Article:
As you might expect, the number of residential building approvals have generally trended lower since the pandemic ramped up after March. Prior to that, we had actually seen an upswing (particularly in NSW and Victoria). This was likely in anticipation of the transition we expected to see in the market this year. Rental vacancies were trending downward, lending conditions were markedly improving, and confidence was returning to the market.
Even before the pandemic, the cycle of new housing supply was in a low-supply phase, following a period of high residential construction activity on the east coast in the mid-to-late 2010s. Some areas within capital city markets experienced temporary periods of high supply, making it more difficult to attain favourable valuations and command strong rental premiums. Almost across the board, those markets have normalised—some better than others.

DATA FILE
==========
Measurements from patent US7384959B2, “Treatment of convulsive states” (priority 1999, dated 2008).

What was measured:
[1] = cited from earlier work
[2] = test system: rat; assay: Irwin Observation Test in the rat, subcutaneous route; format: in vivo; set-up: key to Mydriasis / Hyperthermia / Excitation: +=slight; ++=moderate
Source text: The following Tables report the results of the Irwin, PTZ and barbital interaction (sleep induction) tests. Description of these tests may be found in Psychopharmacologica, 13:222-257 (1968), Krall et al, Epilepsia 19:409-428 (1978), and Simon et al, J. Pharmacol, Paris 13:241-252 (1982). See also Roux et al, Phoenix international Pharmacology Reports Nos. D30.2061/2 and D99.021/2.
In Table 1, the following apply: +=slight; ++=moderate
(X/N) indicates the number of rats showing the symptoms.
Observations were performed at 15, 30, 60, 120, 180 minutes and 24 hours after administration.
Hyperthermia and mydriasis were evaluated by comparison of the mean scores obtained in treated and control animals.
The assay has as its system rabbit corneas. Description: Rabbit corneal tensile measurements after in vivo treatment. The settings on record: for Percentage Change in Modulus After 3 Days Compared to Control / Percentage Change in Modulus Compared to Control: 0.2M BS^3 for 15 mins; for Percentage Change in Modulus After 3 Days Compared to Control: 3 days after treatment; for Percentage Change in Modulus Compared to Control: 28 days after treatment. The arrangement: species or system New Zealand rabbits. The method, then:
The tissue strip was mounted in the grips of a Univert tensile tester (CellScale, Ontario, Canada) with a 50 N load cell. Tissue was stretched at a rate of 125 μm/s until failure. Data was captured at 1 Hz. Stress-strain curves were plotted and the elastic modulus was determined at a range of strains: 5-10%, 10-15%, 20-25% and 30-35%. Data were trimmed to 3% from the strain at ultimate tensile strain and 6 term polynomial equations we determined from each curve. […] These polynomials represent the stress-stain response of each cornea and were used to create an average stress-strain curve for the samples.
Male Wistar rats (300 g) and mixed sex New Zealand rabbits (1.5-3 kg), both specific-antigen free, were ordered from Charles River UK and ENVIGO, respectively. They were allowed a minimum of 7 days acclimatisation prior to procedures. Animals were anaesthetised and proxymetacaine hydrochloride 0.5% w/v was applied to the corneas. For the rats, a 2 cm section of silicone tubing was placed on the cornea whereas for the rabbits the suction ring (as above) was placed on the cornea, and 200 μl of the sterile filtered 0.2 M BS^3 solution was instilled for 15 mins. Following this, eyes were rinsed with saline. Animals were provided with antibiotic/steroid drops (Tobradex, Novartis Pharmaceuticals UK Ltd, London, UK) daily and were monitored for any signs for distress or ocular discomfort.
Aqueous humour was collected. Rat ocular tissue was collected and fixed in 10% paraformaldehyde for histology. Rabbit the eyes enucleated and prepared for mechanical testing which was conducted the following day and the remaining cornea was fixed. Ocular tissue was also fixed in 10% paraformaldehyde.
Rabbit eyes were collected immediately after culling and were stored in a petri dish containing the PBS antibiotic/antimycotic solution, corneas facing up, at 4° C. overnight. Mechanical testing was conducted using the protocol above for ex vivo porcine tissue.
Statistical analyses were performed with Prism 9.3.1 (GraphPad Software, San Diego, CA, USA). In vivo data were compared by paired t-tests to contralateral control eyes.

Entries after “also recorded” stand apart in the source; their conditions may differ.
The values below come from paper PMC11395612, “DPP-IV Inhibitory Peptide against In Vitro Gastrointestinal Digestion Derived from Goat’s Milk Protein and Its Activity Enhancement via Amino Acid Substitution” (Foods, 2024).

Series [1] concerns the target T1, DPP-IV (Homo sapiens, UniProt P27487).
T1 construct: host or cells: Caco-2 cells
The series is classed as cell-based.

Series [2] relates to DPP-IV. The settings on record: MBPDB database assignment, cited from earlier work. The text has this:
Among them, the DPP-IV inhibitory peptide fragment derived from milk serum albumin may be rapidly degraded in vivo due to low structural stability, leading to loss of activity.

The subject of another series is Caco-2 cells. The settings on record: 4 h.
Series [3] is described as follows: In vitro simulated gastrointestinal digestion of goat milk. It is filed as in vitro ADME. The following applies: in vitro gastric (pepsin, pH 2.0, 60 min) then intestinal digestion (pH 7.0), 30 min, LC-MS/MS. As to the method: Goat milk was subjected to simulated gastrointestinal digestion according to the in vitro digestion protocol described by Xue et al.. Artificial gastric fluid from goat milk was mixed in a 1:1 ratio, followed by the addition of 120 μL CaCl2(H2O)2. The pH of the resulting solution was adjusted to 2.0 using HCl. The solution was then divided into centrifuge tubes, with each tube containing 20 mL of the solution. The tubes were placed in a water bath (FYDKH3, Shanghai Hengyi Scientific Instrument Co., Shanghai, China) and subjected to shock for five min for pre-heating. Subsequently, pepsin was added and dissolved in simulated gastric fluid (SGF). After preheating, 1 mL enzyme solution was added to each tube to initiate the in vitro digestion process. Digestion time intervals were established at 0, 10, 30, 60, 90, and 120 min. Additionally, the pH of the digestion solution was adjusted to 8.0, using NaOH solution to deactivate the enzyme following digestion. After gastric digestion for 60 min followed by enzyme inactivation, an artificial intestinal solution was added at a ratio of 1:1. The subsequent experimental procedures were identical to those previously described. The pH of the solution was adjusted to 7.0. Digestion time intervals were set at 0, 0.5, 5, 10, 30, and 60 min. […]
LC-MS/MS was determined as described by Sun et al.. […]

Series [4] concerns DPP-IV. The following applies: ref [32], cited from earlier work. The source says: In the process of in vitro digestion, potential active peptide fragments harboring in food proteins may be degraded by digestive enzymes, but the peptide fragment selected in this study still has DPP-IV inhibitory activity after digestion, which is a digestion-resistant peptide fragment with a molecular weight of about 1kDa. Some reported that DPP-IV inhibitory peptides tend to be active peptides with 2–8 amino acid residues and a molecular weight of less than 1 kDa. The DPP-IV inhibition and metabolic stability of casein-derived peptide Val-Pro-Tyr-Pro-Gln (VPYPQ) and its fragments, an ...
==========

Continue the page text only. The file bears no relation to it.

The positive news here for current property investors is that the lull in today’s volume of building approvals will influence the future balance of supply and demand in their favour. Since population growth is expected to take a hit while our borders remain closed, low building approval numbers will be a mitigating factor. On the other hand, low building approvals are not good for our economy because construction is one of Australia’s largest employers.